The Kern Center is part of that statement, Lash said, referring to a structure that was carefully designed to make its own energy, harvest its own water, and treat its own waste, and thus become truly carbon neutral.
But that’s just one building, said Lash, who then related a conversation with students concerning the school’s participation in the American College and University Presidents’ Climate Commitment, under which institutions commit to implementing a comprehensive plan to achieve a carbon-neutral campus.
“The committee that was working on it came to me and said ‘maybe we can do it in 25 years,’” Lash recalled. “And I said, “I don’t think you understand how urgent this matter is; if Hampshire College says ’25 years,’ what is the world supposed to say?’
“So we switched it to 10 years, and that kind of forced us to think radically,” he went on, adding that such thinking included exploration of solar power.
But at that time, such a proposition was still financially untenable, he went on, adding that since then, the cost of photovoltaic collectors has gone down so much, and the efficiency of units has increased to such a level, that the proposition was not only feasible, but the school would save up to $8 million in electricity costs over the 20-year life of the project.
After months of cost analysis and negotiations with project partner SolarCity, which will construct the PV arrays and sell the electricity back to the college, work began earlier this month on the 15,000 solar panels, an installation that represents the largest known on any campus in New England and one of the largest in the Northeast.
It’s a groundbreaking development in many respects — again, Hampshire is the first residential college in the U.S. to go 100% solar — but it has been, and will continue to be a learning experience on many levels, in keeping with the school’s mission.
“The whole experience of reviewing proposals, shaping the contract, choosing where on our campus we were willing to put solar collectors, affirming the size of it and the ambition to go 100% solar, challenging and re-challenging the question ‘can you really do this in snow country?’ — students were involved in every step of that,” Lash explained, adding that this experience will serve them well.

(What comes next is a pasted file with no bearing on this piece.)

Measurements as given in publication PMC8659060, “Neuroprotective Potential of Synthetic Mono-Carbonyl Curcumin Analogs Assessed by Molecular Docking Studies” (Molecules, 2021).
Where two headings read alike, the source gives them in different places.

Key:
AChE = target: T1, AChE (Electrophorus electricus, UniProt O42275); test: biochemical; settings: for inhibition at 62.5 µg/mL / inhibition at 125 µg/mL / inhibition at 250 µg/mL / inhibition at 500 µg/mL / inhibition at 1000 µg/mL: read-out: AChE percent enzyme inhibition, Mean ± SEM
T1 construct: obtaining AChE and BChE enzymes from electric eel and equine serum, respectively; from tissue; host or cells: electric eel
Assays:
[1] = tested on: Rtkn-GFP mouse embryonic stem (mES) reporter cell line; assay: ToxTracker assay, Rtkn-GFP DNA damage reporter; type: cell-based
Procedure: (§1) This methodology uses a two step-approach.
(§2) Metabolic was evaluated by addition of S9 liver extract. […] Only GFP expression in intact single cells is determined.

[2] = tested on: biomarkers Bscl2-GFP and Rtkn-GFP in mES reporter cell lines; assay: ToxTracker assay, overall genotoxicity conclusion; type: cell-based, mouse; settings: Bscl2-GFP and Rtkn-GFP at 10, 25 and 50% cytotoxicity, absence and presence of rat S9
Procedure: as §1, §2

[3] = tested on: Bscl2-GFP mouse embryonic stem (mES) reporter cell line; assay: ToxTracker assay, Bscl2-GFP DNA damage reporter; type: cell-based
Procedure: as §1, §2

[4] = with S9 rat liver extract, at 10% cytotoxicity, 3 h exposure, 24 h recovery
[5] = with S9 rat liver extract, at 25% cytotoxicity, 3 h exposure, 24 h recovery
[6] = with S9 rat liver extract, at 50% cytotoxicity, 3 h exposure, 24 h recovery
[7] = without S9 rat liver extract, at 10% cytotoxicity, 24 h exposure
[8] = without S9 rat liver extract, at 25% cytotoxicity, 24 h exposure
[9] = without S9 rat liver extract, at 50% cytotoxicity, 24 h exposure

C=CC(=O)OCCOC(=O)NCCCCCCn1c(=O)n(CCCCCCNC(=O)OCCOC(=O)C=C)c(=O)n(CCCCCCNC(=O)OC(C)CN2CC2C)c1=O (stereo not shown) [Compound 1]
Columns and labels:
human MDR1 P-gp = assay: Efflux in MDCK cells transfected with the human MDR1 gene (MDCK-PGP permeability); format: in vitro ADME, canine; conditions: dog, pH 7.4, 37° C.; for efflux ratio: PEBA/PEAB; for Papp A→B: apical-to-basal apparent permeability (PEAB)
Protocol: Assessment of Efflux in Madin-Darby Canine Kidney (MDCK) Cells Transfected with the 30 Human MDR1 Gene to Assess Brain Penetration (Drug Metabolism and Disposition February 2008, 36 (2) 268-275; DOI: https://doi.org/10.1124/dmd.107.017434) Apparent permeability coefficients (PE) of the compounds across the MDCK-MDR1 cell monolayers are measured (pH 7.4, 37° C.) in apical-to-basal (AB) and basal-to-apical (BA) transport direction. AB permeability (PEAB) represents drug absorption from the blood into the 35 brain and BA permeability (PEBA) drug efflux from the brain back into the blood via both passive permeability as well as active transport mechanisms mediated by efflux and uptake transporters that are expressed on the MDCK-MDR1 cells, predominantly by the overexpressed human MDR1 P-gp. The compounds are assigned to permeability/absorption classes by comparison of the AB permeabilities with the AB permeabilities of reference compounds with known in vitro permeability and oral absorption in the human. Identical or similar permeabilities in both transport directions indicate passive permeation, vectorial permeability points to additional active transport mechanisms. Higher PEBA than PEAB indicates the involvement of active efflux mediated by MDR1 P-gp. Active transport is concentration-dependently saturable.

“Students who have participated in this process and done this analysis, are going to go into the world really well prepared for answering the questions that society will need answered,” he went on. “If you take a highly entrepreneurial group of students who are already independent-minded and you give them this experience, they’re in a very good place.”
And moving forward, the installation can, and should, become both a classroom and an inspiration to those outside the institution who want to learn from it, he went on.
“Over the next 20 years, this is going to become a compelling environmental, but also business and technological question,” he explained. “The question of how we organize ourselves to provide low-carbon electricity will be central to the country.”
Which means he expects even more visitors to find their way to the Amherst campus in the years to come.
Already, many have come to take in the Kern Center, he explained, adding that he is one of many who will give tours to those representing institutions such as Yale Divinity School, which is contemplating a village of buildings with similar credentials.
“Three or four other universities have come to look, and other nonprofits that were thinking of building something but thought this was out of their reach have toured and realized it’s not out of their reach,” he explained. “You can watch when people come in the building and begin to look around and understand what it says and what it does — it influences them.”
And he expects the same will happen with the solar installations.
Study in Progressive Thinking
As one traverses the long driveway to the campus off Route 116, one sees meadows on both sides of the road — and for a reason; actually several of them.
“We don’t see why we should use the thousands of gallons of gasoline necessary to keep all that as lawn,” Lash explained. “But it also creates a habitat for an incredible number of birds and other creatures, and our science students study that.”
Thus, those meadows become yet another example of the school’s unique approach to learning, as stated earlier — that section in the fact sheet about ‘engaging in a variety of learning activities and environments that challenge their creativity, problem-solving, and discovery of ideas and meaning.’
Today, there are more such environments, with others, especially the solar installations, now taking shape on the campus. They both exemplify and inspire those traits for which the school’s students and alums are noted — entrepreneurship and a desire to not stop learning.
And they are textbook examples, in every sense of the word, of how this experiment in higher education is adding new dimensions to its mission, uniqueness, and commitment to sustainability.
George O’Brien can be reached at [email protected]